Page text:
As the Muslim world celebrated Eid al‐Fitr last month to mark the end of Ramadan, both the Afghan government and the Taliban announced temporary cease‐fires to coincide with the holiday. Unfortunately, this transitory symbol of hope ignores reality: Afghans will continue killing one another into the foreseeable future.
My experience as a military commander in southern Afghanistan provided more than enough evidence for me to see why Afghanistan’s endless war will continue.
The first two arguments for civil war are well established: motivation and opportunity. People rebel when sufficiently motivated by grievance or greed, and they rebel when the opportunity presents itself.
The village of Khaki Khel in 2010 brought those arguments to life. As I sat among the elders, their grievances were obvious. The Americans, along with the Afghan government, were there to apologize for the accidental deaths of two children during a military operation. Not only did the Afghan government normally fail to offer the residents any protection, but when they tried, the results were horrific. And beyond their incompetence, the Afghan government also ranks as the world’s fourth most corrupt. Afghans have many reasons to hate their government.
The opportunity for rebellion typically exists when a country has ineffective security forces, recruiting rebels is easy, and rebels can readily find sanctuary. The residents of Khaki Khel rarely saw any Afghan police or soldiers and when they did, things only seemed to get worse. The fact that the villagers were subsistence farmers, eking out a living from one harvest to the next, made any financial offer from the insurgents tempting. And nearby Pakistan offered sanctuary to the rebels.
My time in Afghanistan and academic research since, however, suggests a third theory for civil war should be added: Hurt people go on to hurt people. Simply put, when a population endures epic levels of trauma like Afghanistan’s 40 years of rampant war, torture, and rape, violence becomes normalized as a way to resolve problems and achieve goals. The vicious cyclefeeds off of itself. More war leads to more trauma, which fuels continued war.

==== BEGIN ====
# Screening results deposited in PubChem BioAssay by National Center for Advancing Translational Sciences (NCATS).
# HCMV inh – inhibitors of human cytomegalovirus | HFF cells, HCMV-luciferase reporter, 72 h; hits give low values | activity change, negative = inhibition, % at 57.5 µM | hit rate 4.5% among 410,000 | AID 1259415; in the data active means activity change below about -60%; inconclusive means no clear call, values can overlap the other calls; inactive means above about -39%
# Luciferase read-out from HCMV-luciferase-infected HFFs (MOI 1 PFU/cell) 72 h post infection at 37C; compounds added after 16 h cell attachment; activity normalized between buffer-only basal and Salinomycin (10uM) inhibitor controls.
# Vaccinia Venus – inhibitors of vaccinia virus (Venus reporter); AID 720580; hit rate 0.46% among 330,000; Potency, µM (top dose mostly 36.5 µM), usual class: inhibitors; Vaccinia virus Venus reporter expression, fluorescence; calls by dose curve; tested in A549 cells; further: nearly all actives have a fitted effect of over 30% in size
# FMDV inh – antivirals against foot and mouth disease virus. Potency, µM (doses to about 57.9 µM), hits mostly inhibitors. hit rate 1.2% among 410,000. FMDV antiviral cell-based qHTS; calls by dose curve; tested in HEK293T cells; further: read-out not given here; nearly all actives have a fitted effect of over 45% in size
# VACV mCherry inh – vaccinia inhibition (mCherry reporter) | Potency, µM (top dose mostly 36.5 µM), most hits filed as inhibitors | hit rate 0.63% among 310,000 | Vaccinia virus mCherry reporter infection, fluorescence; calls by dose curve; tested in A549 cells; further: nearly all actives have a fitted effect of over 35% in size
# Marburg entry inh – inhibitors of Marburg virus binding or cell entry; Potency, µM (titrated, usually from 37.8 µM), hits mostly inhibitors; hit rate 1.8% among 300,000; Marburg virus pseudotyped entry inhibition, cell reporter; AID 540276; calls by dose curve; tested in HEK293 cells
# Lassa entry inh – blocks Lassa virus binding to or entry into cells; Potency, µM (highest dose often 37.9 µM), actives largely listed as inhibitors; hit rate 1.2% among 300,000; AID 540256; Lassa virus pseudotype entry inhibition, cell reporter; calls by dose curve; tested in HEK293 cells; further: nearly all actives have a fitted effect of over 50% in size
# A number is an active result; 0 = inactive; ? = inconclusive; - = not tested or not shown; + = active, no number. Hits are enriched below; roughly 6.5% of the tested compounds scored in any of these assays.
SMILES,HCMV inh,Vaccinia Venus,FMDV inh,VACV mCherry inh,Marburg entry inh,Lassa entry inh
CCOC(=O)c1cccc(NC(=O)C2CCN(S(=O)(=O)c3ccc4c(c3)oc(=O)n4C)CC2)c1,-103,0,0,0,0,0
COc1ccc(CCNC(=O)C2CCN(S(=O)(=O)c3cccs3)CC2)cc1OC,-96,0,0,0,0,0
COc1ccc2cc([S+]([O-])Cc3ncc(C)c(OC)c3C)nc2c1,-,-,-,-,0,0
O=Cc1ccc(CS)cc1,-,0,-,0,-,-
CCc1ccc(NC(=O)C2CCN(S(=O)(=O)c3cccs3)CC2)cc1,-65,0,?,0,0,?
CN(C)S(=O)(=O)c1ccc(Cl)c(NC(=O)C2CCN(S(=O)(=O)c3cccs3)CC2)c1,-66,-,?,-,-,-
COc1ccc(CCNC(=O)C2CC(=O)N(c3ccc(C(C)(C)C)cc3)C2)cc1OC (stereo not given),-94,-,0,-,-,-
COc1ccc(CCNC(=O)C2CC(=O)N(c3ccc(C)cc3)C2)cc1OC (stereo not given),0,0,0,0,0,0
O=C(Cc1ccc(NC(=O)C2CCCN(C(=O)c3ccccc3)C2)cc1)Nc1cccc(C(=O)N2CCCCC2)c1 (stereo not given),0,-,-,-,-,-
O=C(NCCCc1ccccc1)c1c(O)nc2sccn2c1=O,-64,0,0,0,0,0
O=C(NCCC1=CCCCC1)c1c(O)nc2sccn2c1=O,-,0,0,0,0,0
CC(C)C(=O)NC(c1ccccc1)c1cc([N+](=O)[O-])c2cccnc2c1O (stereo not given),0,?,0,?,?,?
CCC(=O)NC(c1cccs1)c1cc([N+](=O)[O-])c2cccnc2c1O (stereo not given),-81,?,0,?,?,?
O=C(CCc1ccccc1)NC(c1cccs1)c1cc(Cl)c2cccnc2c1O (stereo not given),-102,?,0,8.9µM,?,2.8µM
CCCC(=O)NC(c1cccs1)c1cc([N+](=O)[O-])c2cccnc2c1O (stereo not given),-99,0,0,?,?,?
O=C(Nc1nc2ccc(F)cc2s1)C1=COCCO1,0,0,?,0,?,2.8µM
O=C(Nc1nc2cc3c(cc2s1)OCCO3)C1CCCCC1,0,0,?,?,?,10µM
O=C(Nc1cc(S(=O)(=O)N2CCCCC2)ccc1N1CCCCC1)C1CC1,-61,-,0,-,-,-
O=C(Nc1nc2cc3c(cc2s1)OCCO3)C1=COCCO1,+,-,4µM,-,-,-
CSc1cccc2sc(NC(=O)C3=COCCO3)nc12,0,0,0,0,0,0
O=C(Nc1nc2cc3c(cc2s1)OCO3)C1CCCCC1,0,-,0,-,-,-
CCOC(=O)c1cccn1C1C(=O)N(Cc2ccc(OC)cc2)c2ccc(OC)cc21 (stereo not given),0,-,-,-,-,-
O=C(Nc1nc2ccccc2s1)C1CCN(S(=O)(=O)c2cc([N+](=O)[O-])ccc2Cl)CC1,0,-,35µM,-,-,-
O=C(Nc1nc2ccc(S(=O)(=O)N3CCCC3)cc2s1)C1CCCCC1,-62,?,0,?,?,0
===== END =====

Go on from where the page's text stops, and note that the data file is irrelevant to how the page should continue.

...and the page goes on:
For example, in the midst of an argument between two senior ranking Afghan security officials, one of them unholstered his handgun and drew down on his colleague. Apparently he was ready to end the dispute by killing the fellow colonel bothering him. Thankfully, an American military commander put himself in front of the gun and succeeded in getting Col. Habib to reholster his weapon.
At that point, Col. Habib had been at war for 32 years. In a country devoid of proper medical care, he had begun self‐medicating long ago and was now, we assessed, a drug addict. With all of the trauma he had endured, witnessed and meted out, it’s hard to imagine that he didn’t fulfill the criteria for one or more mental illnesses such as PTSD. And the ease with which he pointed a loaded firearm at another official in response to an argument suggests he suffers from diminished impulse control.
Taken together, those three features — substance abuse, mental illness and diminished impulse control — conspire to make an individual more violent than they would otherwise be. And Afghanistan is full of men, women and children who suffer from all three. Estimates indicate, for example, that between 20 and 50 percent of Afghans have PTSD. Opium use is widespread, and the problem drug use rate is twice the global average and climbing.
A cease‐fire may sound nice to Western ears accustomed to diplomacy and democratic norms, but it only masks the country’s profound problems. Chief among them, Afghanistan has become a trauma state stuck in a tragic situation where violence and trauma fuel each other.